By Jody Weisel
The MXA wrecking crew wants to give you a bounty of proven, easy-to-apply rules for turning your aimless life into a meaningful motocross lifestyle. Stand back and let us cut through all the conventional wisdom with the ten rules that they don’t teach at motocross schools.
Winning isn’t the most important thing; it is just a byproduct of the same effort required to be 12th. If you want to be a winner, but can’t crack the top 10, just tell people you won. You may think all the eyes in the pits are on you during your Vet Novice moto, but nobody was watching you. Nobody ever watches. What should you learn from this? You should realize that motocross is about what you put into—not what you get out of it.
No matter how important Sunday’s race may seem—it’s unimportant. Somewhere in the world they are holding a motocross race at this very instant. Guess what? You aren’t there. You didn’t win and you probably couldn’t beat the guy who did. Think of it this way: the winner of a motocross race did something, that few people in the world care about, better than anyone else who showed up, in a secluded field, on one particular Sunday.
Motocross gear comes in two styles: (1) Not enough protection and (2) not nearly enough protection. If they make it, wear it. If you don’t believe you are going to crash, then why not race in a muscle shirt and a pair of Hush Puppies?
If your bike ran last week, it will run this week. Race day is no time to be switching to race gas, trying out new fork valving or switching oils. Never, never, never test new parts on race day. That’s what they have weekdays for!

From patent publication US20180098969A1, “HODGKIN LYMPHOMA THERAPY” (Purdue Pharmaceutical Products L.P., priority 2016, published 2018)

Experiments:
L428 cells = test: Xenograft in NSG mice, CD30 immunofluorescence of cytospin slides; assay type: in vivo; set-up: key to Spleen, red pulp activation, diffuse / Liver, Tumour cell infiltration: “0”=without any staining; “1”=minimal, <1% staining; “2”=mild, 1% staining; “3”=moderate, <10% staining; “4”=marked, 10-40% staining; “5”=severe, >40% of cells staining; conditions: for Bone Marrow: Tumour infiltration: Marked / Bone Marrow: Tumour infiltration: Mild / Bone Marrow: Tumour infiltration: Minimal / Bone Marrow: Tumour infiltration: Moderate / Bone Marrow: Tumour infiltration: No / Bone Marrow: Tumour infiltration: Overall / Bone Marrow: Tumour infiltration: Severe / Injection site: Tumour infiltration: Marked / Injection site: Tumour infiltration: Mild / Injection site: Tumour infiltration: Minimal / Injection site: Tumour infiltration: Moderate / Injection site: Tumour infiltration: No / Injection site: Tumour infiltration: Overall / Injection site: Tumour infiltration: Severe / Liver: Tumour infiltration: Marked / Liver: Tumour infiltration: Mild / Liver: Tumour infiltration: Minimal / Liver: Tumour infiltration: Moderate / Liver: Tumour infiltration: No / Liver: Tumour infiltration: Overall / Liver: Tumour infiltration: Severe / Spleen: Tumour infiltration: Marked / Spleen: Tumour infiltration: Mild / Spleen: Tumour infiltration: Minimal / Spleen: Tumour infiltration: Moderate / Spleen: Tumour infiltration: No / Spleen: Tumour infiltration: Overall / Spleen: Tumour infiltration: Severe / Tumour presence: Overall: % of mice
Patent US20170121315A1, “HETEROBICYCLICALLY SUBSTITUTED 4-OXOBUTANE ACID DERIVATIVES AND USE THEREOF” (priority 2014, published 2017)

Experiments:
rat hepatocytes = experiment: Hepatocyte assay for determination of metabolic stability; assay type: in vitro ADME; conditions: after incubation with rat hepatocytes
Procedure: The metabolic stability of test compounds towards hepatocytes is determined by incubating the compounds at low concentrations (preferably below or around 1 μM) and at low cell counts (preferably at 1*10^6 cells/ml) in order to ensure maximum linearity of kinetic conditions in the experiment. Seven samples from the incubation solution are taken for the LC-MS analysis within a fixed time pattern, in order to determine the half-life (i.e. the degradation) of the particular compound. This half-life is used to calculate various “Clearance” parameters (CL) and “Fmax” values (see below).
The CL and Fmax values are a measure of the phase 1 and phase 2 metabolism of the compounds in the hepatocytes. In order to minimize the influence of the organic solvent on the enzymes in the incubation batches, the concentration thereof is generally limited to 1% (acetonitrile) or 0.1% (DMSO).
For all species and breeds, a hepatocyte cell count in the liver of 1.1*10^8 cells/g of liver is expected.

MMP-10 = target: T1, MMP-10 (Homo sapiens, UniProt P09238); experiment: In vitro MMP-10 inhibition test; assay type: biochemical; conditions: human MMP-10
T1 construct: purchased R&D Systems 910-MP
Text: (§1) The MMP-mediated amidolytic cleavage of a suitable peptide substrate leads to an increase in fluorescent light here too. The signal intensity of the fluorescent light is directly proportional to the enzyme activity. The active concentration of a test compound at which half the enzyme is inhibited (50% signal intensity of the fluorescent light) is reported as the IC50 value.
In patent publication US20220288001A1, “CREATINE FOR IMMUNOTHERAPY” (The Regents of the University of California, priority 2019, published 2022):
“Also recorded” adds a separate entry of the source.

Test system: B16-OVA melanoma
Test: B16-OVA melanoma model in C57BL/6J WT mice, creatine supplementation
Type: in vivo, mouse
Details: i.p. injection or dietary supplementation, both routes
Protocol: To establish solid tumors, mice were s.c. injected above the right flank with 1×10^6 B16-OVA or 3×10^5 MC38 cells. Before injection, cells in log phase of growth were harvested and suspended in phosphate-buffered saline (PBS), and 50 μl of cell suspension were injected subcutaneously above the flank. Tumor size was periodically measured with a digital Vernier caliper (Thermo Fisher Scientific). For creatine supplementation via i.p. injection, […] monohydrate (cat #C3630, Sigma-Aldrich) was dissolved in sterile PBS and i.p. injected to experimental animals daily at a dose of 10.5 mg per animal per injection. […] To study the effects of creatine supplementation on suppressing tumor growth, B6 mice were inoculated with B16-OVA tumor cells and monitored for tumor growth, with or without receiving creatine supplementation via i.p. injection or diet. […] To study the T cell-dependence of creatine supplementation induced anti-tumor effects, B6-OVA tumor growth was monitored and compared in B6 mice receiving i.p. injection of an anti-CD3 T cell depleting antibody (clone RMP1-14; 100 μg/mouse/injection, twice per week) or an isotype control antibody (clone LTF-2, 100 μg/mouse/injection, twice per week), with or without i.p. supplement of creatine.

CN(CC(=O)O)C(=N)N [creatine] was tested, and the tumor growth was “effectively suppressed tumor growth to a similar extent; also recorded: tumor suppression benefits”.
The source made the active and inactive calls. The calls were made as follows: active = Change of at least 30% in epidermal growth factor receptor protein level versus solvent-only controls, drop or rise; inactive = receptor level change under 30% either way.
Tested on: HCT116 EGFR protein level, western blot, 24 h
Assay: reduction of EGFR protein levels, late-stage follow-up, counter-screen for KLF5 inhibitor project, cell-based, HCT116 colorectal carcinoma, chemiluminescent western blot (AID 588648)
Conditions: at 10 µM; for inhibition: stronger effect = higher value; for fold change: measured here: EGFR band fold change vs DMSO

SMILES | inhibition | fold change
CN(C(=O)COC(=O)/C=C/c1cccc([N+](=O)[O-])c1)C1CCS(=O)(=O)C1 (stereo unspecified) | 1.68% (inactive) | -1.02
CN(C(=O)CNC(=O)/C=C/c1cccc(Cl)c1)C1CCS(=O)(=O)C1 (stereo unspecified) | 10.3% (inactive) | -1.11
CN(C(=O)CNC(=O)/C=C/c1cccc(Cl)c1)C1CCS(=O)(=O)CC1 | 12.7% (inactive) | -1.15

Sport is about sportsmanship. When fast riders jerk with slow riders or lappers, the fast rider looks like a bully picking on the fourth grade chess champion. It’s boorish behavior. If none of that sways you, then don’t do it for this reason: you aren’t the fastest guy in the world (and even if you are, you won’t be for long) and that means that somewhere there is a guy who could scream, roost and glare back at you. You wouldn’t like that would you?
Three things happen when you try to sneak a glance behind you: (1) You lose a nanosecond of time (you can’t go fast and do the Exorcist gig with your head at the same time). (2) You distract yourself. Motocross is a concentration sport and your attention should be put into forward momentum. (3) You show weakness. A rider who looks back displays a lack of confidence.
As a side note, it is okay for the last place guy to look back. That could be the only way he’ll ever get to see who won his class.
Surrending is contagious (look at the French Army). Once you start giving up, it is easier to give up the next race. Eventually, you quit showing up at the starting line for your second moto, then the first moto and, eventually, you take up golf.
Never quit. Never give up. Never surrender. Never take up golf. Today’s race is practice for next week’s race…and so on for as long as you live.
You may think that your goggles are too roosted to see out of, but the roost that covered your goggles could have put your eye out. Ask yourself this question before removing your goggles: “How many motocross championships has Stevie Wonder won?”
Only a fool is the first to jump the big double. Don’t be a fool. Let Mikey try it first. If he doesn’t make it (and he’s a better jumper than you), you can send him a thank-you card to his hospital room. What if nobody jumps it? Then you’d be a fool to try.
Motocross gear has advanced from black leather to a cacophony of color. Enjoy it! There are few places in our society where grown men can wear knee-high boots, purple pants with lime stripes, a court jester’s shirt, plastic padding and mirrored goggles without being mistaken for a member of the Village People.